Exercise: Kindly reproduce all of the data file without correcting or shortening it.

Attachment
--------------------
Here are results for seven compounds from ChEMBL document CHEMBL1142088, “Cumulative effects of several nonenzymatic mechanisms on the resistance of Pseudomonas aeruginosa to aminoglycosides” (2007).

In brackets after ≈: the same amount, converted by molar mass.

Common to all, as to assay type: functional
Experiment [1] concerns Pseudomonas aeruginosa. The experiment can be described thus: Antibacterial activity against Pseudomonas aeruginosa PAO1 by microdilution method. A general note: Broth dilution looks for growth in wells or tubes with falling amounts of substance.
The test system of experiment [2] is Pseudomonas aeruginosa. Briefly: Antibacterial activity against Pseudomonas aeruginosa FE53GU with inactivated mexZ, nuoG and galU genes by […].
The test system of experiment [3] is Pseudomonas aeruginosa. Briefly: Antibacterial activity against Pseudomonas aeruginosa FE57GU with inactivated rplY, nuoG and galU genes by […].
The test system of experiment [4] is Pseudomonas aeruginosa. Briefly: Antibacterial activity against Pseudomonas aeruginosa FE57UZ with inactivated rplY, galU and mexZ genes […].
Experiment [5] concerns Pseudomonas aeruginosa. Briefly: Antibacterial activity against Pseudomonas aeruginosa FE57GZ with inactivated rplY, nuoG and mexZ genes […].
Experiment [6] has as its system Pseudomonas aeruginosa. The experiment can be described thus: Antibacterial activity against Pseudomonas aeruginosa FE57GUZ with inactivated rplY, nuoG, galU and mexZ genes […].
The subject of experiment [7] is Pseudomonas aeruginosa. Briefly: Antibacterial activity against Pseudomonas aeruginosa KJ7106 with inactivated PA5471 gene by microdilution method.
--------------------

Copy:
Here are results for seven compounds from ChEMBL document CHEMBL1142088, “Cumulative effects of several nonenzymatic mechanisms on the resistance of Pseudomonas aeruginosa to aminoglycosides” (2007).

In brackets after ≈: the same amount, converted by molar mass.

Common to all, as to assay type: functional
Experiment [1] concerns Pseudomonas aeruginosa. The experiment can be described thus: Antibacterial activity against Pseudomonas aeruginosa PAO1 by microdilution method. A general note: Broth dilution looks for growth in wells or tubes with falling amounts of substance.
The test system of experiment [2] is Pseudomonas aeruginosa. Briefly: Antibacterial activity against Pseudomonas aeruginosa FE53GU with inactivated mexZ, nuoG and galU genes by […].
The test system of experiment [3] is Pseudomonas aeruginosa. Briefly: Antibacterial activity against Pseudomonas aeruginosa FE57GU with inactivated rplY, nuoG and galU genes by […].
The test system of experiment [4] is Pseudomonas aeruginosa. Briefly: Antibacterial activity against Pseudomonas aeruginosa FE57UZ with inactivated rplY, galU and mexZ genes […].
Experiment [5] concerns Pseudomonas aeruginosa. Briefly: Antibacterial activity against Pseudomonas aeruginosa FE57GZ with inactivated rplY, nuoG and mexZ genes […].
Experiment [6] has as its system Pseudomonas aeruginosa. The experiment can be described thus: Antibacterial activity against Pseudomonas aeruginosa FE57GUZ with inactivated rplY, nuoG, galU and mexZ genes […].
The subject of experiment [7] is Pseudomonas aeruginosa. Briefly: Antibacterial activity against Pseudomonas aeruginosa KJ7106 with inactivated PA5471 gene by microdilution method.